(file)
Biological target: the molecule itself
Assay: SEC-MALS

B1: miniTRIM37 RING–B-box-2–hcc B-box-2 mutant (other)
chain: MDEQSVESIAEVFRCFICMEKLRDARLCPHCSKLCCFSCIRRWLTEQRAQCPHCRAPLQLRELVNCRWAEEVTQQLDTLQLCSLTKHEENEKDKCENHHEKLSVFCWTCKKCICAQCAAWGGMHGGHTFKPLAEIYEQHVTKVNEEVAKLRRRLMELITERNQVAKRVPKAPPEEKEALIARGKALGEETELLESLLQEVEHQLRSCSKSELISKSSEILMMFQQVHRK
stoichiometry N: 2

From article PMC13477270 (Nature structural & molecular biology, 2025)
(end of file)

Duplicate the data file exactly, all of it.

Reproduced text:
Biological target: the molecule itself
Assay: SEC-MALS

B1: miniTRIM37 RING–B-box-2–hcc B-box-2 mutant (other)
chain: MDEQSVESIAEVFRCFICMEKLRDARLCPHCSKLCCFSCIRRWLTEQRAQCPHCRAPLQLRELVNCRWAEEVTQQLDTLQLCSLTKHEENEKDKCENHHEKLSVFCWTCKKCICAQCAAWGGMHGGHTFKPLAEIYEQHVTKVNEEVAKLRRRLMELITERNQVAKRVPKAPPEEKEALIARGKALGEETELLESLLQEVEHQLRSCSKSELISKSSEILMMFQQVHRK
stoichiometry N: 2

From article PMC13477270 (Nature structural & molecular biology, 2025)